Machine-Learning Tool Easily Spots ChatGPT’s Writing

ChatGPT’s academic papers were caught 99 percent of the time

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An illustration shows a computer with a paper tinged red on a red background with some circular lines behind it.

Since OpenAI launched its ChatGPT chatbot in November 2022, it has been used by people to help them write everything from poems, to work emails, to research papers. Yet, while ChatGPT may masquerade as a human, the inaccuracy of its writing can introduce errors that could be devastating if used for serious tasks like academic writing.

A team of researchers from the University of Kansas has developed a tool to weed out AI-generated academic writing from the stuff penned by people, with over 99 percent accuracy. This work was published on 7 June in the journal Cell Reports Physical Science.

Heather Desaire, a professor of chemistry at the University of Kansas and lead author of the new paper, says that while she’s been “really impressed” with many of ChatGPT’s results, the limits of its accuracy are what led her to develop a new identification tool. “AI text generators like ChatGPT are not accurate all the time, and I don’t think it’s going to be very easy to make them produce only accurate information,” she says.

“In science—where we are building on the communal knowledge of the planet—I wonder what the impact will be if AI text generation is heavily leveraged in this domain,” Desaire says. “Once inaccurate information is in an AI training set, it will be even harder to distinguish fact from fiction.”

“After a while, [the ChatGPT-generated papers] had a really monotonous feel to them.” —Heather Desaire, University of Kansas

In order to convincingly mimic human-generated writing, chatbots like ChatGPT are trained on reams of real text examples. While the results are often convincing at first glance, existing machine-learning tools can reliably identify telltale signs of AI intervention, such as using less emotional language.

However, existing tools like the widely used deep-learning detector RoBERTa have limited application in academic writing, the researchers write, because academic writing is already more likely to omit emotional language. In previous studies of AI-generated academic abstracts, RoBERTa had a roughly 80 percent accuracy.

To bridge this gap, Desaire and her colleagues developed a machine-learning tool that required limited training data. To create the training data, the team collected 64 Perspectives articles—where scientists provide commentary on new research—from the journal Science, and used those articles to generate 128 ChatGPT samples. These ChatGPT samples included 1,276 paragraphs of text for the researchers’ tool to examine.

After optimizing the model, the researchers tested it on two datasets that each contained 30 original, human-written articles and 60 ChatGPT-generated articles. In these tests, the new model was 100 percent accurate when judging full articles, and 97 and 99 percent accurate on the test sets when evaluating only the first paragraph of each article. In comparison, RoBERTa had an accuracy of only 85 and 88 percent on the test sets.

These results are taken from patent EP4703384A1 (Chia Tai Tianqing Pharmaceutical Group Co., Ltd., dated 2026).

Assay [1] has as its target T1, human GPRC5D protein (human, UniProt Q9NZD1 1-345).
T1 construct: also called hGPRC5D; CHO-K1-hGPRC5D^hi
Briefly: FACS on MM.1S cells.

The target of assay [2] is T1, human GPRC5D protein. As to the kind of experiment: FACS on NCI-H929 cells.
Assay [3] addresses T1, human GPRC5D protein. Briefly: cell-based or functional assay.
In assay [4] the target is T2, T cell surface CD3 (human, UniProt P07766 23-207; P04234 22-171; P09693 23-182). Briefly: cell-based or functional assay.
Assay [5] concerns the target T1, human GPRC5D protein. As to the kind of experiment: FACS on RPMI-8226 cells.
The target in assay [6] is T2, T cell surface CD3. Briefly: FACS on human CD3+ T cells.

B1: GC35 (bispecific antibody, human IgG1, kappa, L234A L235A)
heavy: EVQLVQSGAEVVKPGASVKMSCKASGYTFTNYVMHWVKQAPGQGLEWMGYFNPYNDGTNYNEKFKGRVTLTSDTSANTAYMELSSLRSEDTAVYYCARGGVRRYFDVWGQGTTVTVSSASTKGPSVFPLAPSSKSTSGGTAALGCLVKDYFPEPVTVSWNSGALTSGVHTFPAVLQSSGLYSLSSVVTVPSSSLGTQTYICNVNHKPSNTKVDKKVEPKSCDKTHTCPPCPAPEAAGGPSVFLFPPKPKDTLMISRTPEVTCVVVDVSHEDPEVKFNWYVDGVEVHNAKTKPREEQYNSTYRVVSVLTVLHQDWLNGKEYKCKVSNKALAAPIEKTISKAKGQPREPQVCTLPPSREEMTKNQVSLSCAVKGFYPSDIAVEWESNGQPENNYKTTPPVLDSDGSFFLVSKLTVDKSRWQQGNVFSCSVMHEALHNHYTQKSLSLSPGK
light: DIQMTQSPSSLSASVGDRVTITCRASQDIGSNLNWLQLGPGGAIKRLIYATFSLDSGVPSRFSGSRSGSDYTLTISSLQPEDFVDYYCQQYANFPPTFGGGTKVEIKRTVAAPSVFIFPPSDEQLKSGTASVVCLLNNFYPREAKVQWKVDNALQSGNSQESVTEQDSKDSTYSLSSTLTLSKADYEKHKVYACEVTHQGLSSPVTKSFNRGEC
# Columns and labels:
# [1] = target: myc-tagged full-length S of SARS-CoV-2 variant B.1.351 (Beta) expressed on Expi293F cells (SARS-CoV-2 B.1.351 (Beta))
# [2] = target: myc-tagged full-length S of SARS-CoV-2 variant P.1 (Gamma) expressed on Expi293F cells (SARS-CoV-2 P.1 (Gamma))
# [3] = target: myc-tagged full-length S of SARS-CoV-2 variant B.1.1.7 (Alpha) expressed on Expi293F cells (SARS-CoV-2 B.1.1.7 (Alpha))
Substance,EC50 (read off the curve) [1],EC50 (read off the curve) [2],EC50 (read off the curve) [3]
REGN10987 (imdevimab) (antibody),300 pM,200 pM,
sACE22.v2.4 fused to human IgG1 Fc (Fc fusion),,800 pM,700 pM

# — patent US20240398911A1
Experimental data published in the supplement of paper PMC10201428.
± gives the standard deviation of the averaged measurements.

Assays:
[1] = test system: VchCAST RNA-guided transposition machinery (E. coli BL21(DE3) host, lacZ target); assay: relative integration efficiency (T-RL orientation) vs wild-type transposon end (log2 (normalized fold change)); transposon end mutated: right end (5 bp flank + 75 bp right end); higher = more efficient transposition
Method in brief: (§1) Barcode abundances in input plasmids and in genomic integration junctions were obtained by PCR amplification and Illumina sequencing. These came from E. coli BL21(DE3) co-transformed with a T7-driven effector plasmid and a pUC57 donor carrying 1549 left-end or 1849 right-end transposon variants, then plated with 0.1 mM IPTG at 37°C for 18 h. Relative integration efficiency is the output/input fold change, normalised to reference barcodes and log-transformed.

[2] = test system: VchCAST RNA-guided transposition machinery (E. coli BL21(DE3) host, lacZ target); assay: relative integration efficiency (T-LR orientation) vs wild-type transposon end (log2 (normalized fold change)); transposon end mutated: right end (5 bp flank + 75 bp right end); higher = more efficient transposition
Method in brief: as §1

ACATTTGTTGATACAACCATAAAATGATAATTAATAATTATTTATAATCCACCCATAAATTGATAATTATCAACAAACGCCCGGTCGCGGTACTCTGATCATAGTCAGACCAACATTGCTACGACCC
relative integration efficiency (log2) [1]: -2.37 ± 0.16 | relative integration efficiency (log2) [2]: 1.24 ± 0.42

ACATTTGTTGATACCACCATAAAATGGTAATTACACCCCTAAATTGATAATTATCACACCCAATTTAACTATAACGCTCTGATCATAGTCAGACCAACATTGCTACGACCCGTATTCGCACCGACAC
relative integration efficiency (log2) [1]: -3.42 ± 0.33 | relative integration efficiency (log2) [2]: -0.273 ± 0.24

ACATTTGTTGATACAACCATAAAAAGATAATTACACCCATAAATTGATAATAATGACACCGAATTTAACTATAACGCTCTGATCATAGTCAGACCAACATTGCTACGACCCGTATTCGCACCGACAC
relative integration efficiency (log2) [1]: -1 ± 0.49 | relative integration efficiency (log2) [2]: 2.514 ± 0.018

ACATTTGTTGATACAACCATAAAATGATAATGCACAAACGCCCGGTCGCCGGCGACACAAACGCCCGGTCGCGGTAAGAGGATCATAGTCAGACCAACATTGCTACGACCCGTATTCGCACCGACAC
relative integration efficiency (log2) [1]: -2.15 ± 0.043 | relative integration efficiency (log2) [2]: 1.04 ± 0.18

From this analysis, the team identified that sentence length and complexity were a few revealing signs of AI writing compared to humans. They also found that human writers were more likely to name colleagues in their writing, while ChatGPT was more likely to use general terms like “researchers” or “others.”

Overall, Desaire says this made for more boring writing. “In general, I would say that the human-written papers were more engaging,” she says. “The AI-written papers seemed to break down complexity, for better or for worse. But after a while, they had a really monotonous feel to them.”

The researchers hope that this work can be a proof of practice that even off-the-shelf tools can be leveraged to identify AI-generated samples without extensive machine-learning knowledge.

However, these results may be promising only in the short term. Desaire and colleagues note that this scenario is still only a sliver of the type of academic writing that ChatGPT could do. For example, if ChatGPT were asked to write a perspective article in the style of a particular human sample then it might be more difficult to spot the difference.

Desaire says that she can see a future where AI like ChatGPT is used ethically but says that tools for identification will need to continue to grow with the technology to make this possible.

“I think it could be leveraged safely and effectively in the same way we use spell-check now. A basically complete draft could be edited by AI as a last-step revision for clarity,” she says. “If people do this, they need to be absolutely certain that no factual inaccuracies were introduced in this step, and I worry that this fact-check step may not always be done with rigor.”

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